Research Review By Dr. Shawn Thistle©


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Date Posted:

November 2010

Study Title:

Late sequelae of whiplash injury with dissection of cervical arteries


Hauser V et al.

Author's Affiliations:

Department of Neurorehabilitation, Clinic Valens, Valens; Department of Neurology, Philipps University Marburg, Marburg , Germany

Publication Information:

European Neurology 2010; 64: 214-218.

Background Information:

All manual medicine providers are familiar with the potential association of vertebral artery dissection and upper cervical spinal manipulation. We know it is extremely rare, and that it can be caused by everyday activities and movements. We discuss it prudently with our patients during the informed consent process and we are constantly looking for warning signs of this condition.

My intent in reviewing this particular paper is not to review the literature on vertebral artery dissection. That being said – a brief review of some simple concepts is in order. Arterial dissections are normally categorized as post-traumatic (~1/3 of cases) or spontaneous/non-traumatic (~2/3 of cases). They involve a tear forming in the tunica intima of an artery that results in blood accumulating in the space between the intima and media. In time this can lead to complete occlusion of the vessel which is often followed by recanalization after several months.

During this process thrombosis/embolism can occur. Depending on the artery involved, neurological deficits can arise in the form of a stroke.

This retrospective case analysis investigated the incidence of posttraumatic cervical artery dissections (including those involving the vertebral artery) in patients who had sustained a whiplash injury in a motor vehicle collision. The results certainly warrant further study and should raise our vigilance even further in patients who have sustained such injuries.

Study Summary:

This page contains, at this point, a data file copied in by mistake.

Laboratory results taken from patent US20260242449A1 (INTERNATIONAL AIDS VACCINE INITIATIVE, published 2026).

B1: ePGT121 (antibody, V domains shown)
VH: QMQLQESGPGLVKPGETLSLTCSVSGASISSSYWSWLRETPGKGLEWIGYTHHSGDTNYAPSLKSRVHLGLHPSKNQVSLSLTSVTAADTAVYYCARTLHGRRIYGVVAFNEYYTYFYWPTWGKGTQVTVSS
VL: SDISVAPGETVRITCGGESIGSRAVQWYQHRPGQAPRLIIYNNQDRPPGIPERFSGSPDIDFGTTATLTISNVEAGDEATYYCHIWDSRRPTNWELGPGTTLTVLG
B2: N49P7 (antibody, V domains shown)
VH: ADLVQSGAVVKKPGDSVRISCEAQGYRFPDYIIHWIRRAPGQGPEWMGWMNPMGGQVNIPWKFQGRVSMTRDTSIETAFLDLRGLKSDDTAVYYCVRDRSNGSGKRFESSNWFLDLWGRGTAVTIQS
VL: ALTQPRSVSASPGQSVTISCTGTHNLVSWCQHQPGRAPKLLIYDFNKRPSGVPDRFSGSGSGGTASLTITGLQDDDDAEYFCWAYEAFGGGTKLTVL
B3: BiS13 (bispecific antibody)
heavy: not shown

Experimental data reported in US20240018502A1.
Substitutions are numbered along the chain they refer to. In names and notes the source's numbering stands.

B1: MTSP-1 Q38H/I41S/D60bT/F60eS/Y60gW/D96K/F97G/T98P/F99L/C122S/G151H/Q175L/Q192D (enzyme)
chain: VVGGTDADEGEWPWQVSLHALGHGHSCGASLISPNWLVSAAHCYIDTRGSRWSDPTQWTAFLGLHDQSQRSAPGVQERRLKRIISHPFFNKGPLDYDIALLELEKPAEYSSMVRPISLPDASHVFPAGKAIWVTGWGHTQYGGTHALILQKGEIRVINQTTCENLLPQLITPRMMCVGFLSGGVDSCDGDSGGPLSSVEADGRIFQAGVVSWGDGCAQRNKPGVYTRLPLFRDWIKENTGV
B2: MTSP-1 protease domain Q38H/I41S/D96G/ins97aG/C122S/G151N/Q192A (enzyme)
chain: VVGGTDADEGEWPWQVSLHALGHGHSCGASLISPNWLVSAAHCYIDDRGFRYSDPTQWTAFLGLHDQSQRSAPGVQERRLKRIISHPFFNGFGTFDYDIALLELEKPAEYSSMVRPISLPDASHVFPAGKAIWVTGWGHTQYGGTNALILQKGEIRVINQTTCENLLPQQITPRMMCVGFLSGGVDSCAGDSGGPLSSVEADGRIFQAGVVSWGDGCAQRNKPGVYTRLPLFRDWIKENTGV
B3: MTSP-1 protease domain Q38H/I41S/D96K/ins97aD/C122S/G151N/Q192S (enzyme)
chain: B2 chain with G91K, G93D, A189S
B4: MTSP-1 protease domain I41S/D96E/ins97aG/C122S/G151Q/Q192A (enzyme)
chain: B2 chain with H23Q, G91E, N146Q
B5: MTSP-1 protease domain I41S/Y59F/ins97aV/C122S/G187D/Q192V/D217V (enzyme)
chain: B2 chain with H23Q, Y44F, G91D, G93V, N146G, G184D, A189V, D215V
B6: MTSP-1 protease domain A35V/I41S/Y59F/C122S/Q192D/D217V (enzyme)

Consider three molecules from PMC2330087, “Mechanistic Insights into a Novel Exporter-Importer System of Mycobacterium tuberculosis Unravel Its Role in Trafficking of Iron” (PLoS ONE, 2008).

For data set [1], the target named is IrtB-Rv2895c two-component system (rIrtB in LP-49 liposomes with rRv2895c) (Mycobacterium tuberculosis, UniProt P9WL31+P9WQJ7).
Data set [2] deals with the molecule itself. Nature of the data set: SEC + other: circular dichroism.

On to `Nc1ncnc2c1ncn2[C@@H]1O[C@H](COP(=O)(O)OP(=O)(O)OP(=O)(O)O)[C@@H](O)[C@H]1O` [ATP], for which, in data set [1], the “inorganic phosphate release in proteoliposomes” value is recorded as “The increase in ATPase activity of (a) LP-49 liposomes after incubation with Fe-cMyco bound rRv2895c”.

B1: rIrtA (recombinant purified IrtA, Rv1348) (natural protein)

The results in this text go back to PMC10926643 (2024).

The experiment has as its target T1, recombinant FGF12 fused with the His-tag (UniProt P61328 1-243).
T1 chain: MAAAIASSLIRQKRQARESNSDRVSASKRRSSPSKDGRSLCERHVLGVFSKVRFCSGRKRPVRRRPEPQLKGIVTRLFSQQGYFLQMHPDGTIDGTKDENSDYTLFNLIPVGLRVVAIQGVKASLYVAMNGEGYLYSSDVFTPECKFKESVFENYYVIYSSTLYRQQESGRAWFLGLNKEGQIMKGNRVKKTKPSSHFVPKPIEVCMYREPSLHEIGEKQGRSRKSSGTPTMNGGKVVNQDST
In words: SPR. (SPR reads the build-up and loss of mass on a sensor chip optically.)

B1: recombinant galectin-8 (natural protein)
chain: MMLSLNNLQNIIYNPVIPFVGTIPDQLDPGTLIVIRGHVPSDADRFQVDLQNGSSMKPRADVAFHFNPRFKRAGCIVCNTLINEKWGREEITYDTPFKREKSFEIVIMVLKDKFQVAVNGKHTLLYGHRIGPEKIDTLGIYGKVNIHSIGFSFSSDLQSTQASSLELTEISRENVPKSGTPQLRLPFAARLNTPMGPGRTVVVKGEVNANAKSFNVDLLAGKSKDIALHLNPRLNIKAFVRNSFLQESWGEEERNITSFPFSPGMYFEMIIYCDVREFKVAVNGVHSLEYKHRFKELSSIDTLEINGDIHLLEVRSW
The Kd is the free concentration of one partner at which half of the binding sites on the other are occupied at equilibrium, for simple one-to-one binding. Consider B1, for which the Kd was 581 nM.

This study, conducted in Switzerland, involved a retrospective analysis of medical records of 500 patients who had suffered neck injury (whiplash) subsequent to a motor vehicle collision (front end and rear end collisions were included).

The authors found 8 cases of cervical artery dissection that occurred within 12 months of the initial collision.

What does this mean? Well, in the general population in Switzerland, the incidence of cervical artery dissections is 41/1000000, or 0.0041%. The incidence revealed in this study group was 8/500, or 1.6% - this is a significant difference, suggesting that there is an association between whiplash injury and cervical artery dissection in this study sample.

It is also worth noting that the risk of CAD was still increased 4-12 months after the accident. The authors mentioned that there was no information in the files of the 8 identified CAD cases suggesting that other conditions or trauma contributed to the CAD.

Clinical Application & Conclusions:

This study revealed a higher incidence of CAD in subjects who had sustained a neck injury in a motor vehicle collision compared to existing population data. Indeed, the retrospective study design cannot establish cause and effect for this association, but it certainly should raise awareness of this potential association, as well as practitioner vigilance to screen and monitor our whiplash patients for the development of CAD (even months after the collision).

Subsequent research on larger patient samples, utilizing a prospective cohort approach would help clarify this issue. Until then, prudent clinicians should be aware that:
  • Those who have suffered a whiplash injury may be at higher risk of developing CAD
  • CAD is not always recognized immediately after an accident, and may remain asymptomatic for a number of months (presumably even during treatment)
To answer what may perhaps be your first question about this study: There was no mention or investigation into whether the 8 cases of CAD had seen a chiropractor.

Stay tuned for further research on this important topic.

Study Methods:

This was a retrospective analysis of medical records of 500 patients with whiplash injury. The authors searched for cases where cervical artery dissection occurred within 12 months of the accident.

Study Strengths / Weaknesses:

This study did not have a robust study design and included a review of only 500 cases. As such, a cause and effect relationship cannot be established. However, the results certainly warrant larger studies to investigate this possible relationship.